Would We Have the Fourteenth and Fifteenth Amendments If Lincoln Had Lived? Maybe Not.tags: slavery, Civil War, Abraham Lincoln, Gilder Lehrman Institute, Lewis Lehrman
Alan Singer is a historian and Professor of Secondary Education at Hofstra University, author of "New York and Slavery: Time to Teach the Truth" (Albany, NY: SUNY Press, 2008), and editor of the New York and Slavery: Complicity and Resistance curriculum that received the 2005 National Council for the Social Studies program of excellence award.
Credit: Wiki Commons.
In recent weeks I have conducted a series of workshops with middle school and high school social studies and English teachers grappling with incorporating new Common Core literacy standards in their classrooms. Two things I have repeatedly stressed are the importance of understanding historical context before students can successfully interpret primary source documents and the role of the historian in providing a critical analysis of text and exploring multiple interpretations or perspectives on historical events.
I think Lewis Lehrman, in his discussion of Abraham Lincoln’s Second Inaugural Address in the latest edition of History Now, the online journal of the Gilder Lehrman Institute of American History, fails the Common Core test, not because he is unaware of the historical events, but because his interpretation is skewed by his ideological position (Lehrman is the institute's co-founder, an investment banker, and prominent funder of conservative political causes -- I have criticized him in the past for his ideological bias in American history). Lehrman suggests his interpretation of the speech is supported by Frederick Douglass, but from my reading of both the speech and of Douglass’ account, I think Douglass would more likely share my concerns about Lincoln’s address and my criticisms of Lehrman’s and the Gilder Lehrman Institute’s interpretation of United States history.
Much of the article focuses on Lincoln’s rhetorical style, which Lehrman believes reflected his courtroom and leadership experience and his desire to write for and speak to “posterity.” Lehrman describes Lincoln’s Second Inaugural Address as a “peerless work of political theology ... In 703 words, he summarized the moral dilemma of slavery in American history and the four-year conflict it caused. In a few words, he looked back at America’s original sin as he looked forward to the Union’s restoration.”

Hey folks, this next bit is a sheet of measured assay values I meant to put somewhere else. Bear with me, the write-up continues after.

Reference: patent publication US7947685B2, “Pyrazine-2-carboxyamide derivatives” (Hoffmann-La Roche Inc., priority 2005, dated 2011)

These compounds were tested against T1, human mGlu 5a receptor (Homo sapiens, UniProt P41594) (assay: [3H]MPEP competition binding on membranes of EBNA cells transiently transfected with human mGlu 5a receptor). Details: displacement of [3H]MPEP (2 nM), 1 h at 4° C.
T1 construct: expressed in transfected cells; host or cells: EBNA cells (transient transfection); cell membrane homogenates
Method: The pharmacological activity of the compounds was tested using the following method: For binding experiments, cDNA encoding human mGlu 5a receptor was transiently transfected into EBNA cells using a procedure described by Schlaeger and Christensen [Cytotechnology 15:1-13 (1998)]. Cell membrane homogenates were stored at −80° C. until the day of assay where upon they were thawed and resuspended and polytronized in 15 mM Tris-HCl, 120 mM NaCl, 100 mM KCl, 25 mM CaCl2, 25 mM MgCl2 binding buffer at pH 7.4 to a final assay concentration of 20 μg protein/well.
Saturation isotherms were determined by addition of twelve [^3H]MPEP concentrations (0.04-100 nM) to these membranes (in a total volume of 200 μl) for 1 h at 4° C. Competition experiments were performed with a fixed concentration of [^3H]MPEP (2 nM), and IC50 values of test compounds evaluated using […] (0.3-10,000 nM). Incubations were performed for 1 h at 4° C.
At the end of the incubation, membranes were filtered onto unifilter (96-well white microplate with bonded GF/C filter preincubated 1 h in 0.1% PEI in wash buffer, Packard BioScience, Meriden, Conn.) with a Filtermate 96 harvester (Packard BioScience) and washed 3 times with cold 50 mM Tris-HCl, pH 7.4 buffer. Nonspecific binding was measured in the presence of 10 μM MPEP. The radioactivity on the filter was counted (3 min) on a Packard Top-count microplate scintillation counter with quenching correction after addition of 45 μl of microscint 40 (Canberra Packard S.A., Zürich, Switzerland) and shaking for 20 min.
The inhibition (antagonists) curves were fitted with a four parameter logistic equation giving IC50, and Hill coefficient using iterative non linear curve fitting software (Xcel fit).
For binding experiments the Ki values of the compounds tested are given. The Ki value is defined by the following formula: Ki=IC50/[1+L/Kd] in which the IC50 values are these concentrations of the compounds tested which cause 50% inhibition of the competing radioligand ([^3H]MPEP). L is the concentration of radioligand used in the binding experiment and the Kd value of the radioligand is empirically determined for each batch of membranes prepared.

To support his interpretation, Lehrman quotes Frederick Douglass description of the speech as a “sacred effort” and the passage most of us are most familiar with from the inaugural address:
With malice toward none; with charity for all; with firmness in the right, as God gives us to see the right, let us strive on to finish the work we are in; to bind up the nation’s wounds; to care for him who shall have borne the battle, and for his widow, and his orphan -- to do all which may achieve and cherish a just, and a lasting peace, among ourselves, and with all nations.
In the article, Lehrman uses the Lincoln speech to make a series of broader points about the end of slavery in the United States and by inference, United States history.
1) “The entire nation was moved then, as it is now, by the gravity of the moment, the eloquence of the president.”
2) Because the aim of the speech was uniting a divided country, Lincoln minimized the culpability of the South for the Civil War.
3) The inaugural address echoed abolitionists in its condemnation of slavery.
4) Lincoln understood that as president he was speaking to many different audiences, both “free soil supporters in the North” and “secessionists and slaveholders in the South.”
First, I think Lehrman selectively misuses “the great black abolitionist Frederick Douglass” to make his case about the speech and its implications. In his memoir, Douglass explained how he and a female companion demanded to be admitted to a White House reception the night after the speech. Initially they were blocked from entering, but Lincoln insisted that they be allowed to enter.